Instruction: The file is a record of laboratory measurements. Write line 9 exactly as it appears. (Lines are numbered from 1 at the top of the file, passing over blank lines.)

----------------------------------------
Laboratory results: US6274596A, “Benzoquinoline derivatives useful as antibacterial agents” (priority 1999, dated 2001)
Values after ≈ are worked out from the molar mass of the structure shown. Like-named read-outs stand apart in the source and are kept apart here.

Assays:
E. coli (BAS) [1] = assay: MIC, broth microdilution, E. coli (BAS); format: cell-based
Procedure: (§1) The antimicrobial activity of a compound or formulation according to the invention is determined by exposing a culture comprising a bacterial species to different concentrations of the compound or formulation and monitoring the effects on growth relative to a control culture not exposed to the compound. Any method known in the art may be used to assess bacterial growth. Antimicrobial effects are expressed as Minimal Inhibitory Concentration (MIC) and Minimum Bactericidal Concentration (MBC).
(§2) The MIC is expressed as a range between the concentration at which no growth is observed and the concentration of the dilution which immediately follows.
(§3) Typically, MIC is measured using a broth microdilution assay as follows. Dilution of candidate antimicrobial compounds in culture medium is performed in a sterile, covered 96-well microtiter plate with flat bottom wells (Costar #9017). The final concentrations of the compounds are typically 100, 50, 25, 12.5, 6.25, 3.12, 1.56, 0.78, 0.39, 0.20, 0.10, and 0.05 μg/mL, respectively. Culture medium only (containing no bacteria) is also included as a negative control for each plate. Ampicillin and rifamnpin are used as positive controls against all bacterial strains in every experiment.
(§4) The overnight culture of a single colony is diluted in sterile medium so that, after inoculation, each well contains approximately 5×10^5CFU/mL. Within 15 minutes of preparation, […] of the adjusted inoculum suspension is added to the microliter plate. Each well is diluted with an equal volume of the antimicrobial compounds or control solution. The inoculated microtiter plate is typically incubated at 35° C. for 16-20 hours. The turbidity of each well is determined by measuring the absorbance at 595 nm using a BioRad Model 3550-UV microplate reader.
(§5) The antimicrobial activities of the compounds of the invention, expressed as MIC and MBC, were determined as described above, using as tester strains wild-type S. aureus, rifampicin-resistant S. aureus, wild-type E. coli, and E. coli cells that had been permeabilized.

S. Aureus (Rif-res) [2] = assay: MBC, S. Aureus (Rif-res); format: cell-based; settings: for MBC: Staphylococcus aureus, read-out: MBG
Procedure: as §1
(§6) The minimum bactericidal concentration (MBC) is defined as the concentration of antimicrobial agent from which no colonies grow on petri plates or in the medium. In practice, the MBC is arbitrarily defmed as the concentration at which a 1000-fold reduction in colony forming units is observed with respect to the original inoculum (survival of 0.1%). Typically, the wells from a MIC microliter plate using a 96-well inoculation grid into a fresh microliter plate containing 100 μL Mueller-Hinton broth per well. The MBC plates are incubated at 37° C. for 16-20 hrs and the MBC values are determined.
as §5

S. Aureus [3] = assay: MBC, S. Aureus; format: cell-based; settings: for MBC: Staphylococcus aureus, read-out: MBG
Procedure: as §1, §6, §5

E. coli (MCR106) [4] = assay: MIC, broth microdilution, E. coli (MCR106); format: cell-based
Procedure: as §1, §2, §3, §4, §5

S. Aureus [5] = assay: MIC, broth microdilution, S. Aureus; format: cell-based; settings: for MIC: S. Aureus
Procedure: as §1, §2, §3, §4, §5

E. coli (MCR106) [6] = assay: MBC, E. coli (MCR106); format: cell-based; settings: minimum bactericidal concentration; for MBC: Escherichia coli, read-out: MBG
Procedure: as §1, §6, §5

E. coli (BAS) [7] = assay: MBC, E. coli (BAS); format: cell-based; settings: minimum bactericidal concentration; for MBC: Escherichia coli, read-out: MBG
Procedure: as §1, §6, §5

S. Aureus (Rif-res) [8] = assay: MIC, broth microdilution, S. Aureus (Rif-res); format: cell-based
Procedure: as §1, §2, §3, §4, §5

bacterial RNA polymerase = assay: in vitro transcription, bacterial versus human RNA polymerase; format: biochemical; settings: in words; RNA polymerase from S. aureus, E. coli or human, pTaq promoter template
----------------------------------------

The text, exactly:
(§5) The antimicrobial activities of the compounds of the invention, expressed as MIC and MBC, were determined as described above, using as tester strains wild-type S. aureus, rifampicin-resistant S. aureus, wild-type E. coli, and E. coli cells that had been permeabilized.